RIAA: Gold

Download This: “Let Her Fly”, “That’s the Way It Should Have Been”, “Wouldn’t It Be Great”

American III: Solitary Man
Johnny Cash


Cash’s work with Rick Rubin is rightly celebrated, and it peaked with its third volume. This is the last album Cash made where his voice doesn’t sound strained, and the covers that have defined this series are the most diverse and effective they’d ever be. Sharp takes on Tom Petty (“I Won’t Back Down”), U2 (“One”) and even Tanya Tucker (“Would You Lay With Me (In a Field of Stone)” are all highlights, but it’s the chilling Death Row saga “The Mercy Seat” and the similarly dispiriting “I See A Darkness” that are the most powerful. Throw in an awesome duet with Merle Haggard (“I’m Leavin’ Now”) and hilariously self-deprecating cuts like “Country Trash” and “Nobody”, and you have one of Cash’s strongest albums ever.

Download This: “The Mercy Seat”, “I See A Darkness”, “I’m Leavin’ Now”

Live Like You Were Dying
Tim McGraw


Much like Lee Ann Womack’s I Hope You Dance, this is a classic album overshadowed by a title track that became an inspirational mega-hit. McGraw’s albums before this were all frustratingly inconsistent; he’d find quirky, fascinating songs and turn them into mainstream hits, but pad them with filler that sounded all the more plain next to gems like “Angry All the Time” or “Please Remember Me.” Not this time. McGraw turned in an album that has one great song after another. How could he go wrong with songwriters like Bruce Robison (“Old Town New”) and Rodney Crowell (“Open Season On My Heart”)? His sense of humor is apparent on tracks like “Can’t Tell Me Nothin'”, “Back When” and “Do You Want Fries With That”, but he also deals with faith (“Drugs or Jesus”), alcoholism and spousal abuse (“Walk Like a Man”) and most poetically, unintentional neglect of a close friend (“My Old Friend”). A slightly tighter playlist, and it would be in the top five of this list.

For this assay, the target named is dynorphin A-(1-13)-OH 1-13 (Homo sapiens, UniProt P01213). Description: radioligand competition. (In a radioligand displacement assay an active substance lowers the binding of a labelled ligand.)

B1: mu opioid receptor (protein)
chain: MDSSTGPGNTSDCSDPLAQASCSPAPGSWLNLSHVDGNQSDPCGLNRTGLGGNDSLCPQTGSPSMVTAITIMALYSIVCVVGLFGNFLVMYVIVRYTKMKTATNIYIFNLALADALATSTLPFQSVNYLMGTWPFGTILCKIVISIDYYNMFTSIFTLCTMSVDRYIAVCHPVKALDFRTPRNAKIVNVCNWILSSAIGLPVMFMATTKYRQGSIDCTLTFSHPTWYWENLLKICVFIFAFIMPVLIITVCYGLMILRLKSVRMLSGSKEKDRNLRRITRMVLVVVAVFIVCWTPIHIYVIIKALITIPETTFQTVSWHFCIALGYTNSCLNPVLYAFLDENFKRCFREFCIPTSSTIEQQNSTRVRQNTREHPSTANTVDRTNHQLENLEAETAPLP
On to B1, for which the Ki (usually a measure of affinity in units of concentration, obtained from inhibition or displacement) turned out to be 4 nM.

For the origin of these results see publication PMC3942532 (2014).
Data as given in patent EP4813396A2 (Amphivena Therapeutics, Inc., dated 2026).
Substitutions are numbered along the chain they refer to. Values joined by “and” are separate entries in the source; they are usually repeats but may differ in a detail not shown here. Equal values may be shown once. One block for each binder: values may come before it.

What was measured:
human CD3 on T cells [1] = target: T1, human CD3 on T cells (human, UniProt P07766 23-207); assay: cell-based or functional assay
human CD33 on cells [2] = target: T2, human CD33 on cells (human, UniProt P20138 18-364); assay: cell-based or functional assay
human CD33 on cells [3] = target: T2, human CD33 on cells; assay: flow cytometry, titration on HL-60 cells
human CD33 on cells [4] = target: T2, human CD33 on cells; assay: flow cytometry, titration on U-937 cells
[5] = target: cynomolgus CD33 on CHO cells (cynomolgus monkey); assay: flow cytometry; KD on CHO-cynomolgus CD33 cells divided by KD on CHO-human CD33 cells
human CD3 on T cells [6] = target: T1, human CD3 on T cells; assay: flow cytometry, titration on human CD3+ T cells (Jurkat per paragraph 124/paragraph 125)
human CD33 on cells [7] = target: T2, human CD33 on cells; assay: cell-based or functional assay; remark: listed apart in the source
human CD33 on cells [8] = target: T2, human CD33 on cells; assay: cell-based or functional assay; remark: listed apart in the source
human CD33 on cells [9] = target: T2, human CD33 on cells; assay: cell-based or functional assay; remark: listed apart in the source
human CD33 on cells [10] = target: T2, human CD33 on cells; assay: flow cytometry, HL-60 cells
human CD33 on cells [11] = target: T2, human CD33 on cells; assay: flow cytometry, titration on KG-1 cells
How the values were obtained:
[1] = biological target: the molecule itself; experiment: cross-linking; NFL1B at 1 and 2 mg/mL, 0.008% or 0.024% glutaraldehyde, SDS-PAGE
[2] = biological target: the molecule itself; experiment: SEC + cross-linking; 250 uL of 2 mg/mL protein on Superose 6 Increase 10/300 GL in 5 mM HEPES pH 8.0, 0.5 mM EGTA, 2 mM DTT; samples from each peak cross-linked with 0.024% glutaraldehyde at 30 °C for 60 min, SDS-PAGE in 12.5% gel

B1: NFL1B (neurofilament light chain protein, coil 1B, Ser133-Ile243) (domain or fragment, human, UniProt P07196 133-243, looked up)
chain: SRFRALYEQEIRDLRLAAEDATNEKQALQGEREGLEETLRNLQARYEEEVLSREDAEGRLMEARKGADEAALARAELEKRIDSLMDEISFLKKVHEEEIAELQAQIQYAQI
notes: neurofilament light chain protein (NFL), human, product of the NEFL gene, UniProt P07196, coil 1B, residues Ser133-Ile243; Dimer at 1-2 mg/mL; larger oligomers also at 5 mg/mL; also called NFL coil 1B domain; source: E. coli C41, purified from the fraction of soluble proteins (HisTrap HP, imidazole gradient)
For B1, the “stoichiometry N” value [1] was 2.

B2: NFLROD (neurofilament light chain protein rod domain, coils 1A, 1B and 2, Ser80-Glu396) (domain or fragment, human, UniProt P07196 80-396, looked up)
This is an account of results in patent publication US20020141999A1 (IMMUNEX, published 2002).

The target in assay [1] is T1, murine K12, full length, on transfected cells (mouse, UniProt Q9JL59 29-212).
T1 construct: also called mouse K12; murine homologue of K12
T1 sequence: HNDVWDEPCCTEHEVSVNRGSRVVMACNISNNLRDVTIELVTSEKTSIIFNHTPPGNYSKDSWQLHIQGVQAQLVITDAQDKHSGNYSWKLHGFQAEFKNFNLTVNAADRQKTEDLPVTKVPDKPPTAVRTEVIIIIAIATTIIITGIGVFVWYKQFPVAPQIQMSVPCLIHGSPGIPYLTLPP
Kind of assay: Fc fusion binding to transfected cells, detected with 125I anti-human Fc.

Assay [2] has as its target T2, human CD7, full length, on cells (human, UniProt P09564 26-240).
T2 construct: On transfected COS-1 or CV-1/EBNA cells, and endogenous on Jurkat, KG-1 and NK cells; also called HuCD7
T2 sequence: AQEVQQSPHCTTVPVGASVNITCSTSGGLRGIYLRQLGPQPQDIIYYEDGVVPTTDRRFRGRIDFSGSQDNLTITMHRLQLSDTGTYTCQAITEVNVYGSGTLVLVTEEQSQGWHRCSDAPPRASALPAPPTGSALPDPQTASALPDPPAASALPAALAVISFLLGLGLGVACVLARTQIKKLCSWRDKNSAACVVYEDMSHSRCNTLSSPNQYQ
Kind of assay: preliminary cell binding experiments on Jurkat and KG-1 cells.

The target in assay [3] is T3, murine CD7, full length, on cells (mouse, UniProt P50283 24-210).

RIAA: 4x Platinum

Download This: “My Old Friend”, “Drugs or Jesus”, “Walk Like a Man”

There’s More Where That Came From
Lee Ann Womack


With all the warmth of seventies analog, Womack’s best album to date is a near-flawless homage to classic country. Anybody can slap twin fiddles and steel guitar on a country song, and many contemporary artists who put those trimmings on mediocre songs have been praised as saviors for the format for some reason. Womack knows country is a hell of a lot more than that, and she recaptures those golden years of the genre by wallowing in the cheating, drinking and misery like no mainstream female artist has been willing to do brazenly since Sammi Smith. The title track is a brilliantly tortured confession of a woman who prays to God to help her forget her cheating, not to forgive her, because she knows she’s going to answer the next call she gets from her lover. The instant standard “I May Hate Myself In The Morning” is the truest account of heart over mind country radio has had the chance to spin this century. Even the spiritual closing track, “Stubborn (Psalm 151)”, is anything but a celebration of faith; the woman is refusing to let go of her pride and give in to God. Album owners know that letting that song play after it fades will lead to a bonus cut, her take on the Porter & Dolly classic “Just Someone I Used To Know”. What’s most impressive is not her faithful cover of that hit, but how perfectly natural it sounds with the rest of an album recorded decades later.

RIAA: Gold

Download This: “I May Hate Myself In The Morning”, “Stubborn (Psalm 151)”, “The Last Time”


  1. I disagree with what you said about Martina McBride…she does not scream her head off at all! It’s not “What could have been” she is as good now as ever….she was the BEST voice in Country Music… Where is “Timeless” on that list?

    Your choices are very biased as well…